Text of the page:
Amongst the Budget Responsibility Rules which the government agreed after the 2017 election, the government is required to reduce the level of net core Crown debt to 20% of GDP within five years of taking office (fiscal year ended June 2022).  In a recent speech by Finance Minister Grant Robertson, the government acknowledged adherence to this target.  However, beyond the expiry of the Budget Responsibility Rules, rather than target a specific debt-to-GDP ratio the government is considering introducing a target range for debt to be 15-25% GDP.

We thought it would be interesting to see how this range compares internationally and some of the key considerations when thinking about the appropriate level of government debt.

What is Debt-to-GDP?

Debt-to-GDP is a ratio of a country’s public debt to its gross domestic product (GDP).  GDP is the total value of all the finished goods and services produced by a country annually.  Hence the ratio compares what a country owes to what it produces in an attempt to quantify the ability of the country to repay its debt.

There is no consensus as to what the appropriate ratio is.  Generally speaking, a higher ratio is worse as it implies a greater proportion of debt relative to a country’s output, but there are a lot of other considerations to take into account – not least of all the sustainability of the debt levels which requires consideration towards the outlook for GDP growth and government spending needs.

How does NZ compare globally?

Under the NZ Treasury’s Budget Responsibility definitions, as at June 2018 net core Crown debt was $57.5bn or 20% of GDP.  The recent Wellbeing Budget forecasts this to increase towards 21% for the next two years before reducing to 17% by the end of the budget’s forecast period in June 2023.

There are different ways to measure debt-to-GDP ratios, therefore in order to allow for international comparisons we refer to the latest IMF’s General Government Gross Debt statistics (April 2019).  Based on the IMF’s definitions, NZ’s general gross government debt for 2018 was 29% of GDP.

A detailed list of historic and forecast debt-to-GDP ratios for most countries can be found on the IMF’s database here.

Below, we detail a few of the more topical countries:

  • The top 10 highest debt-to-GDP ratios feature Japan at 237% (#1), and some of Europe’s more concerning economies: Greece (183%), Italy (132%), and Portugal (121%).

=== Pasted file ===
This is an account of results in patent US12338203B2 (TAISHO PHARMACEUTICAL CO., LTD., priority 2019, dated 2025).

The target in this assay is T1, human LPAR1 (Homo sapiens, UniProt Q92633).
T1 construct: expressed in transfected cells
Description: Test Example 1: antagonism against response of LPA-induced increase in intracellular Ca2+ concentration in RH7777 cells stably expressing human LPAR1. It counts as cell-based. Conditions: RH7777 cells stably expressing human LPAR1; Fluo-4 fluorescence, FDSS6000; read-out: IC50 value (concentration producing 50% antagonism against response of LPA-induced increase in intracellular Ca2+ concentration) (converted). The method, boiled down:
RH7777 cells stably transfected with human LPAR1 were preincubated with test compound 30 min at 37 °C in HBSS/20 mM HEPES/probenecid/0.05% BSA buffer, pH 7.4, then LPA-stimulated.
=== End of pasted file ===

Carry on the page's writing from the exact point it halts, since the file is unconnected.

• The world’s largest economy, the United States isn’t far behind at 106%, with China at 51% and other major economies such as the UK and Germany at 87% and 60% respectively.
  • The average for the EU is 82%, which compares to the EU’s Stability and Growth Pact requiring debt-to-GDP below 60% – or at least declining to be within acceptable limits.
  • The IMF’s “Advanced Economies” (which includes NZ) average 103% and “Emerging Market and Developing Economies” at 51%.
  • Australia’s debt-to-GDP is reported at 41%.

We note the above ratios reflect the IMF’s General Gross Government debt calculations only and do not reflect certain local authority and corporate debt levels which can be elevated in certain countries above.

Considerations for NZ

NZ’s debt-to-GDP and the government’s proposed target range appear conservative relative to all the countries detailed above.  But as noted, the debt-to-GDP statistic is only one aspect to consider in assessing the appropriateness of government debt levels for an economy.  What is important is the sustainability of debt (currently supported by a low interest rate environment).

Borrowing can be attractive where it enhances the productive capacity of the country. For example, by way of investment in infrastructure and other areas that foster growth, such as education.

However, too much debt can weigh on economic growth – attracting a higher interest burden (at the expense of more productive spending) and less financial flexibility, constraining government spending.  High debt can leave economies more vulnerable to shocks such as natural disasters and recession when borrowing becomes more of a necessity to fund repair and fiscal stimulus.  Bringing excessive debt under control can further impact growth prospects through austerity measures that can curb government spending and/or raise taxes.

The importance of maintaining financial flexibility can be seen from Ireland’s experience through the GFC.  Using IMF data, in 2007 Ireland maintained a relatively healthy debt-to-GDP ratio of 24%, but just five years later in 2012 through a combination of GDP decline and borrowing to fund economic stimulus and bail outs for its banks, the ratio peaked at 120%.

Source: IMF World Economic Outlook (April 2019)

Maintaining financial discipline is particularly important for a small economy like NZ.

Some key considerations for NZ specifically are susceptibility to natural disasters, financial vulnerability from high household and agricultural indebtedness, and reliance on commodity income (especially dairy exports) and key trading partners, particularly China.  NZ also has a high dependence on international debt markets for its borrowing.  Consequently, it is reliant on the international cost and availability of debt which is outside of its control, and the terms of which can worsen in times of global stress.


NZ’s debt-to-GDP of around 20% appears conservative relative to some of the international post-GFC debt balances.  And while arguments can be made for additional borrowing to fund investment for future growth, it will be important for NZ to maintain a level of fiscal prudence relative to its larger international peers to allow capacity to address shocks, reflect its smaller economy and reliance on global markets for export income and borrowing.